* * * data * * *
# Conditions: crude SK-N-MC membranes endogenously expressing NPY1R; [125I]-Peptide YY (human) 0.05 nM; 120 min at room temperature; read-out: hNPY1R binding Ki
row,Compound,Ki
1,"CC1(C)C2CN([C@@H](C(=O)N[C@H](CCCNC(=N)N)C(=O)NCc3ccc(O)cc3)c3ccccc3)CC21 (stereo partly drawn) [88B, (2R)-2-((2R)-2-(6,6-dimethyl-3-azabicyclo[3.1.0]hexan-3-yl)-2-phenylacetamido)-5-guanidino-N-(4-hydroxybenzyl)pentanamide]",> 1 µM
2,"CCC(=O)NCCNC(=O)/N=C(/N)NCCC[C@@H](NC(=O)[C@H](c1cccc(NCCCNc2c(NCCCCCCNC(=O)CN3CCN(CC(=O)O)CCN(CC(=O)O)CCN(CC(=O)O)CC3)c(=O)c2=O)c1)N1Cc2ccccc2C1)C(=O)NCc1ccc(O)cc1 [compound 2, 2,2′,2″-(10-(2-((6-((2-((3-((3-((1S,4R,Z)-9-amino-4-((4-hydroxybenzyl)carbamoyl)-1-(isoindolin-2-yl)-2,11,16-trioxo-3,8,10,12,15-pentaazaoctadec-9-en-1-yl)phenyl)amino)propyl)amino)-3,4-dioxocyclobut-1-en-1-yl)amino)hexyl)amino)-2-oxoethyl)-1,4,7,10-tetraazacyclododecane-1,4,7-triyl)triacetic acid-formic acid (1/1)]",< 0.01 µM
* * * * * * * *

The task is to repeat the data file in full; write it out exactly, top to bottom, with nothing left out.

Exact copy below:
# Conditions: crude SK-N-MC membranes endogenously expressing NPY1R; [125I]-Peptide YY (human) 0.05 nM; 120 min at room temperature; read-out: hNPY1R binding Ki
row,Compound,Ki
1,"CC1(C)C2CN([C@@H](C(=O)N[C@H](CCCNC(=N)N)C(=O)NCc3ccc(O)cc3)c3ccccc3)CC21 (stereo partly drawn) [88B, (2R)-2-((2R)-2-(6,6-dimethyl-3-azabicyclo[3.1.0]hexan-3-yl)-2-phenylacetamido)-5-guanidino-N-(4-hydroxybenzyl)pentanamide]",> 1 µM
2,"CCC(=O)NCCNC(=O)/N=C(/N)NCCC[C@@H](NC(=O)[C@H](c1cccc(NCCCNc2c(NCCCCCCNC(=O)CN3CCN(CC(=O)O)CCN(CC(=O)O)CCN(CC(=O)O)CC3)c(=O)c2=O)c1)N1Cc2ccccc2C1)C(=O)NCc1ccc(O)cc1 [compound 2, 2,2′,2″-(10-(2-((6-((2-((3-((3-((1S,4R,Z)-9-amino-4-((4-hydroxybenzyl)carbamoyl)-1-(isoindolin-2-yl)-2,11,16-trioxo-3,8,10,12,15-pentaazaoctadec-9-en-1-yl)phenyl)amino)propyl)amino)-3,4-dioxocyclobut-1-en-1-yl)amino)hexyl)amino)-2-oxoethyl)-1,4,7,10-tetraazacyclododecane-1,4,7-triyl)triacetic acid-formic acid (1/1)]",< 0.01 µM